Introduction to Ayurveda: Ayurvedic Medicine, the Science of Life

The Internet is an expanding universe of health and fitness ‘how to’ guidelines. Recommendations range from simple, practical tips, like “eat only until you feel full” and “start your day with some exercise”, to bizarre practices like eating cotton balls to curb the appetite while avoiding calories…really?

Google “The Cotton Ball Diet” and The Karaoke Workout (think treadmill + karaoke).

 

Here, at the height of human medical and scientific knowledge, we’re now confronted with an almost overwhelming number of health and fitness ‘experts’. Gurus are everywhere! Separating the wheat from the chaff, so to speak, can be challenging.

 

The quest for the ultimate health plan, that perfect fitness, diet, and lifestyle routine to solve our problems and launch us into health and wellbeing, is nothing new. As long as societies have existed, humankind has sought to understand the human body and being, and to unlock its ultimate potential. Ancient India, for one, was a culture far advanced at the time in its understanding of the principles of health, healing, and longevity. Traditional concepts and practices form the ancient universal health system known as Ayurveda, India’s wholistic approach to health that is as valid and practical today as it was centuries ago.

What is Ayurveda?

Ayurveda is a sister science of yoga. While yoga at its core is the ancient Indian discipline that strives for spiritual evolution, it is the traditional Indian medical science that deals with the physical body, its health, and the prevention and cure of disease. The origin of Ayurveda in ancient India, however, doesn’t mean it is unattainable in modern times or different parts of the world. So, what is Ayurveda through a contemporary Western perspective?

For a simple Ayurveda definition, we can look to its literal translation, ‘the science of life’. Like yoga, it is more than just a group of practices and techniques, it’s a way of life, of co-operating with nature and living in harmony with it.

Ayurveda includes herbal medicine, diet, bodywork, surgery, psychology, and spirituality. You probably know yoga involves these components too, so what is Ayurveda exactly and how does it differ from yoga? Ultimately, yoga is the path to freedom from dependence upon this world (think transcendence and enlightenment), while Ayurveda promotes the most beneficial and healthy enjoyment of our time here on earth. The two do not, however, operate independently of each other. While Ayurveda and yoga may differ in their precise applications, they are intimately connected together, to work to facilitate the health and perfection of our overall being: Body, Mind, and Soul. For those who embark on a genuine yogic path and strive for profound personal transformation through deep meditation, Ayurvedic purification and maintenance of the physical being are also essential.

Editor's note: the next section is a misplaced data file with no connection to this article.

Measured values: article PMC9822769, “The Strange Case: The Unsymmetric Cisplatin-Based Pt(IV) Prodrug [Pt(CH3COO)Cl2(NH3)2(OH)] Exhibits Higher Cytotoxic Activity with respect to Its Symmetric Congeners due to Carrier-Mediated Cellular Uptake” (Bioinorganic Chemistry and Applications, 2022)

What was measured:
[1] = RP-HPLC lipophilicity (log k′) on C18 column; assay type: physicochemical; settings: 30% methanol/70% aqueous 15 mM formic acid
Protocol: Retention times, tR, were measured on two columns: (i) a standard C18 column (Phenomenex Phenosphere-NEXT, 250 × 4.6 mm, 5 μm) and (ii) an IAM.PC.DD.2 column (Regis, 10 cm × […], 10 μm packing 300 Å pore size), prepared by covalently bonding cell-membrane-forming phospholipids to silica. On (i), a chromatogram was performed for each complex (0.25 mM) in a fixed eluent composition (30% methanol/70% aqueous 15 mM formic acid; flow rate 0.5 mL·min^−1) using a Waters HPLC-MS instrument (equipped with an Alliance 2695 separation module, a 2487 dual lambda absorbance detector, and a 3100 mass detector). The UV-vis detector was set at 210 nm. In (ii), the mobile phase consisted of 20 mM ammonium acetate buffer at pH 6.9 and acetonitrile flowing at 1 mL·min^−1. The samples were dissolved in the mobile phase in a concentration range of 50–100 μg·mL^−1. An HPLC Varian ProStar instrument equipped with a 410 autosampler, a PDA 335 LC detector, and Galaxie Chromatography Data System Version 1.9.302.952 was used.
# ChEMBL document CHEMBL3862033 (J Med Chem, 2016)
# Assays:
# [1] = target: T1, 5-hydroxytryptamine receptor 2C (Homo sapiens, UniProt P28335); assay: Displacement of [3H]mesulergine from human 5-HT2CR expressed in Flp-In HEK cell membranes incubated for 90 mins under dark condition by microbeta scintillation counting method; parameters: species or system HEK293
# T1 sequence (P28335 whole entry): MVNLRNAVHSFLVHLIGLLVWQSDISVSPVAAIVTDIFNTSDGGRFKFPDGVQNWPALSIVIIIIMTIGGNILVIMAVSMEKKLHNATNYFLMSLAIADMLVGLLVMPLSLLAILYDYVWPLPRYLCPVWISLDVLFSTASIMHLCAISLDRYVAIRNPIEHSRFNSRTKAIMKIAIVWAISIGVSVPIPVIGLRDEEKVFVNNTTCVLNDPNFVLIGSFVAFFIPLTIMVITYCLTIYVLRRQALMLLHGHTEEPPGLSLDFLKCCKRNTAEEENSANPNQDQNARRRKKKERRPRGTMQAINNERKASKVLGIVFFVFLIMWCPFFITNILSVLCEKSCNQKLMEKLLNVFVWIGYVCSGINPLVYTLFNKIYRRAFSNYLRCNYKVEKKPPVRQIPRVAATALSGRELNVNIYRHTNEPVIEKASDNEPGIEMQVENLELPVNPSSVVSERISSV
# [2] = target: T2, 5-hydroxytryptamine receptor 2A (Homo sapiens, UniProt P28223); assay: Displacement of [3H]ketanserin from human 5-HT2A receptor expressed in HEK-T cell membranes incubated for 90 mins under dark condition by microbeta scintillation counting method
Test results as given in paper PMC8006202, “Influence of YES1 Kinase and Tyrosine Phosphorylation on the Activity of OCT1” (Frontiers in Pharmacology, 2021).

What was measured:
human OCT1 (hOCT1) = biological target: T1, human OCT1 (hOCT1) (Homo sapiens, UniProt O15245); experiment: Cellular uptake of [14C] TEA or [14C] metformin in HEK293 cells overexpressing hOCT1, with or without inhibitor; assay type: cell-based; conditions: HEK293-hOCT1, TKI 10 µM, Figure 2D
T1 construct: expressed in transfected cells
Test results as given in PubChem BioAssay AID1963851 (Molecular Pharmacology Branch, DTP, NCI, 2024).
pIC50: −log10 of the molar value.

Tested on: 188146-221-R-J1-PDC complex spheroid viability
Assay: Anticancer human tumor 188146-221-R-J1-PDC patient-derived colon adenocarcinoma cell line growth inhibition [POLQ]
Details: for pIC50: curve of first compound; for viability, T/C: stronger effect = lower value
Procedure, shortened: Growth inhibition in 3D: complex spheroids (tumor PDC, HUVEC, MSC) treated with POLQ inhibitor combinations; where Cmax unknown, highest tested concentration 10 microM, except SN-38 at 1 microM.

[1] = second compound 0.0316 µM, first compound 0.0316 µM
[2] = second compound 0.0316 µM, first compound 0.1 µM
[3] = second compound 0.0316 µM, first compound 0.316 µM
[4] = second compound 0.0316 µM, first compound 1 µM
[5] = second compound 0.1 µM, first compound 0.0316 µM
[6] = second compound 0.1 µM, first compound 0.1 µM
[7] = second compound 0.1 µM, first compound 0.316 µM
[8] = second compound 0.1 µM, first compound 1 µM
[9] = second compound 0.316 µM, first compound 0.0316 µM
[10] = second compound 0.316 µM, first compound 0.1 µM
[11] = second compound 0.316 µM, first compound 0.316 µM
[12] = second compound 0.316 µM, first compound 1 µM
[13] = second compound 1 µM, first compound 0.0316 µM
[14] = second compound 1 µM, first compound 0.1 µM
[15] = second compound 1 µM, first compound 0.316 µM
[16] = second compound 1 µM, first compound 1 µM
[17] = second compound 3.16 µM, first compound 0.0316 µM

Let’s face it though, we’re not all cut out for the acetic life, and pondering the profound existential mysteries of the universe is probably not on the top of your day’s to-do list.

So, what is Ayurveda in a general sense?

This guide will give you a simple, yet comprehensive view of Ayurvedic philosophy and practices you can incorporate into your daily routine. If you just want to live a cleaner, healthier, more vibrant life, Ayurveda can help you achieve that.

Harmony Is the Key to Health

Notable author and Ayurvedic physician Dr. Robert Svoboda says, “Your physical body must be in balance with nature, your mind must be in harmony with the group-mind of the society that you live in, and your soul must be in a satisfying relationship with the Universal Soul if you are to be truly healthy.”